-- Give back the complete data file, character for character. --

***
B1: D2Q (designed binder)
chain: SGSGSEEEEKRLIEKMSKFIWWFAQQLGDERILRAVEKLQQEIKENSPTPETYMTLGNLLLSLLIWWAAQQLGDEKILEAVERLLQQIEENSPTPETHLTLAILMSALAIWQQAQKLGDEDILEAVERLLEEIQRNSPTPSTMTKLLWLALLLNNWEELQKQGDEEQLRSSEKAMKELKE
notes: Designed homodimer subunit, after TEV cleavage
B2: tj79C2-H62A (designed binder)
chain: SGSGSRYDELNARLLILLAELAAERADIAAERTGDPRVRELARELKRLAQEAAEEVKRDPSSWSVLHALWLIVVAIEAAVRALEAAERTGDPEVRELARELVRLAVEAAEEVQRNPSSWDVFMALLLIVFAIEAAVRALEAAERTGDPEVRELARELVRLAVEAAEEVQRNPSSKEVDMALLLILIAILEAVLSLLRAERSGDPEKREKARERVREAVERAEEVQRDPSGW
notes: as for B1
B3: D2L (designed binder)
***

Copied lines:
B1: D2Q (designed binder)
chain: SGSGSEEEEKRLIEKMSKFIWWFAQQLGDERILRAVEKLQQEIKENSPTPETYMTLGNLLLSLLIWWAAQQLGDEKILEAVERLLQQIEENSPTPETHLTLAILMSALAIWQQAQKLGDEDILEAVERLLEEIQRNSPTPSTMTKLLWLALLLNNWEELQKQGDEEQLRSSEKAMKELKE
notes: Designed homodimer subunit, after TEV cleavage
B2: tj79C2-H62A (designed binder)
chain: SGSGSRYDELNARLLILLAELAAERADIAAERTGDPRVRELARELKRLAQEAAEEVKRDPSSWSVLHALWLIVVAIEAAVRALEAAERTGDPEVRELARELVRLAVEAAEEVQRNPSSWDVFMALLLIVFAIEAAVRALEAAERTGDPEVRELARELVRLAVEAAEEVQRNPSSKEVDMALLLILIAILEAVLSLLRAERSGDPEKREKARERVREAVERAEEVQRDPSGW
notes: as for B1
B3: D2L (designed binder)